A proposed class action alleges Meta Platforms has colluded with the operator of OnlyFans to effectively “blacklist” from Facebook and Instagram advertising adult entertainment performers who work with the subscription site’s competitors.
The 39-page lawsuit says that Meta and OnlyFans’ blacklisting “scheme” has harmed thousands of small entrepreneurs who rely on social media to promote themselves and earn a living, while adult entertainment performers associated exclusively with OnlyFans have seen no such harm.
At the same time, Meta has helped OnlyFans solidify its status as the dominant online subscription platform in the adult entertainment industry by way of deleting the accounts and/or blocking the visibility of performers affiliated with competing adult entertainment platforms, the complaint alleges.
“The scheme was intended to destroy the [adult entertainment] Platforms’ businesses, and either destroy the [adult entertainment] Providers or force them to work exclusively through OnlyFans,” the case alleges.
According to the complaint, professional adult entertainment performers such as the plaintiffs rely on social media such as Instagram and Twitter to guide customers to their pages on adult entertainment platforms. Social media is so important to the subscription-based adult entertainment industry that, without it, the lawsuit says, “the business model for the industry is dead.”
The lawsuit alleges that the “collusion” between Meta, Facebook, Instagram and OnlyFans operator Fenix International Ltd. has “methodically damaged or destroyed the businesses” of competing adult entertainment platforms and at the same time unfairly harmed the livelihoods of performers who use those platforms.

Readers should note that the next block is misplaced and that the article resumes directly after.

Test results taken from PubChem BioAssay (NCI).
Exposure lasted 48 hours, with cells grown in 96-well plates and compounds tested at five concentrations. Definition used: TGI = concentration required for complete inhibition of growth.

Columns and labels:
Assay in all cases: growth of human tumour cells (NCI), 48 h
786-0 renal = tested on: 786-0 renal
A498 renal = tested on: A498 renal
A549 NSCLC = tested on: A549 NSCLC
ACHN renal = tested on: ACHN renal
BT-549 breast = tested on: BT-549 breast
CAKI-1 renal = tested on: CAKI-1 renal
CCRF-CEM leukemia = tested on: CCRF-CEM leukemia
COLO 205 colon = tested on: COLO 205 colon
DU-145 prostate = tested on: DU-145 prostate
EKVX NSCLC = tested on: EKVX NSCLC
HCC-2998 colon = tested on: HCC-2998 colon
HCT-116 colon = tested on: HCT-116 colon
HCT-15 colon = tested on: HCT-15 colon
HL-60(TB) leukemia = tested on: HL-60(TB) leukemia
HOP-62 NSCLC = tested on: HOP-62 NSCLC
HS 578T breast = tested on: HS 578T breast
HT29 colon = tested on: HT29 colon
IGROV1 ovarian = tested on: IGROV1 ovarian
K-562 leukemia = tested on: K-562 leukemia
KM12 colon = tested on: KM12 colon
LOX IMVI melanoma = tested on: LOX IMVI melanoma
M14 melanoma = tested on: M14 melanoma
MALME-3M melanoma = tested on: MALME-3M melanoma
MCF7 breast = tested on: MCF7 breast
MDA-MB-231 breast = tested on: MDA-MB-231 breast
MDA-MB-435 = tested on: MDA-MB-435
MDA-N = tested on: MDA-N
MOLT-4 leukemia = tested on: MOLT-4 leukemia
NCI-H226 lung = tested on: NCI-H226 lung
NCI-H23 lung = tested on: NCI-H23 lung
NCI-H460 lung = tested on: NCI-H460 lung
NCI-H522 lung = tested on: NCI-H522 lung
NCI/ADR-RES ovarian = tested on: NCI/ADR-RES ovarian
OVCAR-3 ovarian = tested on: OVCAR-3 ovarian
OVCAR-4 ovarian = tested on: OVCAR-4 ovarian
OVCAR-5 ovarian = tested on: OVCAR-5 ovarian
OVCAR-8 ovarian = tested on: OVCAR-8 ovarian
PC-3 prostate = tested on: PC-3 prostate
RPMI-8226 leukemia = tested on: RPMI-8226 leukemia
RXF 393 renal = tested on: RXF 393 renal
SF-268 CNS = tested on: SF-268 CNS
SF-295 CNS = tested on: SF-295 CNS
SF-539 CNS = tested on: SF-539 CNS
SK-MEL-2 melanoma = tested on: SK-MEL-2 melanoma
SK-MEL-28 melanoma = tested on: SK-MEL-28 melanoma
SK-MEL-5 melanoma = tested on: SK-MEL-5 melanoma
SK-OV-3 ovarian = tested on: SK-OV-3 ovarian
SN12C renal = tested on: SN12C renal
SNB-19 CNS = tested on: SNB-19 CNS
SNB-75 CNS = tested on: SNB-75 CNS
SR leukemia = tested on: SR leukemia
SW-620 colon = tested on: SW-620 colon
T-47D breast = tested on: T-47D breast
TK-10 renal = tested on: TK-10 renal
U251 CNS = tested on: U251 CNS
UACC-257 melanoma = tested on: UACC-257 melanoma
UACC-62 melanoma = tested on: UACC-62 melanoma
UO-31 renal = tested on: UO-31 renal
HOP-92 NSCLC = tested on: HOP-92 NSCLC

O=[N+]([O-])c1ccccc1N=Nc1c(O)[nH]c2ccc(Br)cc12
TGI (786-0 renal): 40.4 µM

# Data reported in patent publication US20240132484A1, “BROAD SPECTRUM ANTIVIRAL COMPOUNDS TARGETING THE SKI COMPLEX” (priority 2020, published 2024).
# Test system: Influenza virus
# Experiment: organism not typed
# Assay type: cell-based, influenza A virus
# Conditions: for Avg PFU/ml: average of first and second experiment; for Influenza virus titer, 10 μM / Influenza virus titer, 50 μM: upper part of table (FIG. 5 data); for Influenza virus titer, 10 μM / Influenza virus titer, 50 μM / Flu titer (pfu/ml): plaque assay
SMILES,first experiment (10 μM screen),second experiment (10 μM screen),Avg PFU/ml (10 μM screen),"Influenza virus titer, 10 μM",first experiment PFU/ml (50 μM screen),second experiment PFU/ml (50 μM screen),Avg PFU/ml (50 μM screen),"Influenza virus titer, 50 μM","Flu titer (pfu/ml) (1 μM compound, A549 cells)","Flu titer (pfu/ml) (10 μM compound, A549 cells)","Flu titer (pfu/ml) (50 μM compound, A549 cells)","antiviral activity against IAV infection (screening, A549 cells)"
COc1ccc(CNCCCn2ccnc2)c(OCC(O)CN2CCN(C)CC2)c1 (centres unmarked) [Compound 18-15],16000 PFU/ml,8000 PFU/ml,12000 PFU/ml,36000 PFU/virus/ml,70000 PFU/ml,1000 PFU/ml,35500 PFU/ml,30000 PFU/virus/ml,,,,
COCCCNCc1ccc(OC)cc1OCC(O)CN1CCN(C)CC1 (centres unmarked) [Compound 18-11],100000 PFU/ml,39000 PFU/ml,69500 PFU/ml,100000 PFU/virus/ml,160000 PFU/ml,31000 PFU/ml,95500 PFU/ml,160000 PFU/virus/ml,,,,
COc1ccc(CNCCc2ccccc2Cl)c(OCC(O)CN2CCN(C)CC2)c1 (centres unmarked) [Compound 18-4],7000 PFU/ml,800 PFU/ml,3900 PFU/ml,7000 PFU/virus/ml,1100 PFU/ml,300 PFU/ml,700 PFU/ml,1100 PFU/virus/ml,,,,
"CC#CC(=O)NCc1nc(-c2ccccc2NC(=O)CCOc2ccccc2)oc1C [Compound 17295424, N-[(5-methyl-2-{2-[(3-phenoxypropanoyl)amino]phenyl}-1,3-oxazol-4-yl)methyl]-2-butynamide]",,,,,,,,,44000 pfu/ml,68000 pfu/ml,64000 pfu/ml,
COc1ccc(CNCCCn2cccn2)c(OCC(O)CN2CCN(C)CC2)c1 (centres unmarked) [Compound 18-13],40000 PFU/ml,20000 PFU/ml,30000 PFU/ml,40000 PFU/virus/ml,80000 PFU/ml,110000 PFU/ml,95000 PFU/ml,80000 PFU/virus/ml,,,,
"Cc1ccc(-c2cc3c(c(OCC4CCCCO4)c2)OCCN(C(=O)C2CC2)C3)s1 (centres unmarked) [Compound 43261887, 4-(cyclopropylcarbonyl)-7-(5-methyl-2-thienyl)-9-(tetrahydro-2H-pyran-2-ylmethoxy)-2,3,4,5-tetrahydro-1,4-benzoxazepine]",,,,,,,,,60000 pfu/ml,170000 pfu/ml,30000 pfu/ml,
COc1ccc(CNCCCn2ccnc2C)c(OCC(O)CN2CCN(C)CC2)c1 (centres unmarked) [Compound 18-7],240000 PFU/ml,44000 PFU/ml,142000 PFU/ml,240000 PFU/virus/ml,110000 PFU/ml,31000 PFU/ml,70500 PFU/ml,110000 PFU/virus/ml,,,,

The suit says that although the online adult entertainment industry was a “vibrant, competitive market” as recently as late 2018 or early 2019, it was around that time that professional adult entertainers experienced “a drop-off in traffic and user engagement on social media platforms.” As the case tells it, the “deletion and hiding of posts” and subsequent drop in social media traffic for certain performers occurred suddenly, and was so “substantial and dramatic” that “only automated processes could be responsible.”
As a result, OnlyFans “began to grow incrementally, and then exponentially,” while its competition “stagnated or saw dramatically reduced traffic and revenue,” the lawsuit claims.
The suit alleges that the “blacklisting process,” i.e., when certain accounts are identified to social media platforms in a way that encourages their deletion or a reduction in their visibility, was accomplished first internally at Instagram and Facebook by way of automated classifiers or filters, which were then submitted to a shared industry database of “hashes,” or unique digital fingerprints. According to the complaint, this database was and is intended to flag and remove content made by terrorists and related “dangerous individuals and organizations (DIO).”
“However, the [adult entertainment] Performers blacklisted, and the [adult entertainment] performers injured by the blacklisting, were not terrorists and had nothing to do with terrorism of any kind,” the suit stresses.
The proposed class action looks to represent:
“All Adult Entertainment Providers, regardless of the label they use, such as performer, influencer or artist, who suffered economic injury because they either (i) used their Instagram or Facebook account to link to, promote, or demonstrate praise, substantive support, or representation of any competitor of OnlyFans at a time when those businesses were falsely designated as a Dangerous Individual or Organization (‘DIO’) under any past or present version of Meta’s DIO policy, or that of Facebook or Instagram or any of their predecessor or subsidiary entities or technologies, or (ii) were themselves falsely designated as a DIO; the class includes anyone who suffered damages from any shift in the scheme beyond the initial DIO tactic, such as suffering continuing effects through other computerized systems.”
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